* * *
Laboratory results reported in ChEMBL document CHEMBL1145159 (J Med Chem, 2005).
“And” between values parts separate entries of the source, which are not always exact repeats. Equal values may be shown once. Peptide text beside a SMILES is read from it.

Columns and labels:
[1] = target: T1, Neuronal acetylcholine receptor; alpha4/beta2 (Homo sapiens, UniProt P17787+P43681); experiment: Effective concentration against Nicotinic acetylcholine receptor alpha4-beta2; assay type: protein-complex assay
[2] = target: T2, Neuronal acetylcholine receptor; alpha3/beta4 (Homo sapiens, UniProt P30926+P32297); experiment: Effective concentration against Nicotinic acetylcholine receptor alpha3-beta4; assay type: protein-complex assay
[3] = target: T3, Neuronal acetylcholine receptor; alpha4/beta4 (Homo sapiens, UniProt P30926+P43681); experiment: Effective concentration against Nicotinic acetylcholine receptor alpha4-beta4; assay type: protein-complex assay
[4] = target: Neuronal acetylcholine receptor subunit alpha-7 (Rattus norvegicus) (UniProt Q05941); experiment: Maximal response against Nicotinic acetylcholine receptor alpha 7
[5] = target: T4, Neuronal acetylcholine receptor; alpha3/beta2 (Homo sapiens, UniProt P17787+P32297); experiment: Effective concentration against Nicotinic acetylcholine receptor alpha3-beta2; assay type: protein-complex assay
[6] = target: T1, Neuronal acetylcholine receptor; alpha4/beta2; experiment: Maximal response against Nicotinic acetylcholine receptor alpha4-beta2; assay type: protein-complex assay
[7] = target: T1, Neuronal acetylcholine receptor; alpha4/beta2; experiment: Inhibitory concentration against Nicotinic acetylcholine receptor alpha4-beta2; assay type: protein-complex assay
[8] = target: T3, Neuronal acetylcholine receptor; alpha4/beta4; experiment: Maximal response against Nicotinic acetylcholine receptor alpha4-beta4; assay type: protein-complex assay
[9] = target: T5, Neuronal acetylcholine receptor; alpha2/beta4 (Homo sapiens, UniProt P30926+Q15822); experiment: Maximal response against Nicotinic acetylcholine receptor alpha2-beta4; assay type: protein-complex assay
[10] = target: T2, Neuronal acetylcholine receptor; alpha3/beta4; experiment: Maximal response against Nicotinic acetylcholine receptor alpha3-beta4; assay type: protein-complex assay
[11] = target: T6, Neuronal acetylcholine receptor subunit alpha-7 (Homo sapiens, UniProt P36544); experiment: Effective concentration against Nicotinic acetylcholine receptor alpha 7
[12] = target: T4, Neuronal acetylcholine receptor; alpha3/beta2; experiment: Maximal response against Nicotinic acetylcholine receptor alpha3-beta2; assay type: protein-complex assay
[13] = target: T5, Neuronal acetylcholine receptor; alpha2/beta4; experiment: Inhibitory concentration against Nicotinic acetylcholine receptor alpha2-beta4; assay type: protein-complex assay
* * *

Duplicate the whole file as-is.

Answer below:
Laboratory results reported in ChEMBL document CHEMBL1145159 (J Med Chem, 2005).
“And” between values parts separate entries of the source, which are not always exact repeats. Equal values may be shown once. Peptide text beside a SMILES is read from it.

Columns and labels:
[1] = target: T1, Neuronal acetylcholine receptor; alpha4/beta2 (Homo sapiens, UniProt P17787+P43681); experiment: Effective concentration against Nicotinic acetylcholine receptor alpha4-beta2; assay type: protein-complex assay
[2] = target: T2, Neuronal acetylcholine receptor; alpha3/beta4 (Homo sapiens, UniProt P30926+P32297); experiment: Effective concentration against Nicotinic acetylcholine receptor alpha3-beta4; assay type: protein-complex assay
[3] = target: T3, Neuronal acetylcholine receptor; alpha4/beta4 (Homo sapiens, UniProt P30926+P43681); experiment: Effective concentration against Nicotinic acetylcholine receptor alpha4-beta4; assay type: protein-complex assay
[4] = target: Neuronal acetylcholine receptor subunit alpha-7 (Rattus norvegicus) (UniProt Q05941); experiment: Maximal response against Nicotinic acetylcholine receptor alpha 7
[5] = target: T4, Neuronal acetylcholine receptor; alpha3/beta2 (Homo sapiens, UniProt P17787+P32297); experiment: Effective concentration against Nicotinic acetylcholine receptor alpha3-beta2; assay type: protein-complex assay
[6] = target: T1, Neuronal acetylcholine receptor; alpha4/beta2; experiment: Maximal response against Nicotinic acetylcholine receptor alpha4-beta2; assay type: protein-complex assay
[7] = target: T1, Neuronal acetylcholine receptor; alpha4/beta2; experiment: Inhibitory concentration against Nicotinic acetylcholine receptor alpha4-beta2; assay type: protein-complex assay
[8] = target: T3, Neuronal acetylcholine receptor; alpha4/beta4; experiment: Maximal response against Nicotinic acetylcholine receptor alpha4-beta4; assay type: protein-complex assay
[9] = target: T5, Neuronal acetylcholine receptor; alpha2/beta4 (Homo sapiens, UniProt P30926+Q15822); experiment: Maximal response against Nicotinic acetylcholine receptor alpha2-beta4; assay type: protein-complex assay
[10] = target: T2, Neuronal acetylcholine receptor; alpha3/beta4; experiment: Maximal response against Nicotinic acetylcholine receptor alpha3-beta4; assay type: protein-complex assay
[11] = target: T6, Neuronal acetylcholine receptor subunit alpha-7 (Homo sapiens, UniProt P36544); experiment: Effective concentration against Nicotinic acetylcholine receptor alpha 7
[12] = target: T4, Neuronal acetylcholine receptor; alpha3/beta2; experiment: Maximal response against Nicotinic acetylcholine receptor alpha3-beta2; assay type: protein-complex assay
[13] = target: T5, Neuronal acetylcholine receptor; alpha2/beta4; experiment: Inhibitory concentration against Nicotinic acetylcholine receptor alpha2-beta4; assay type: protein-complex assay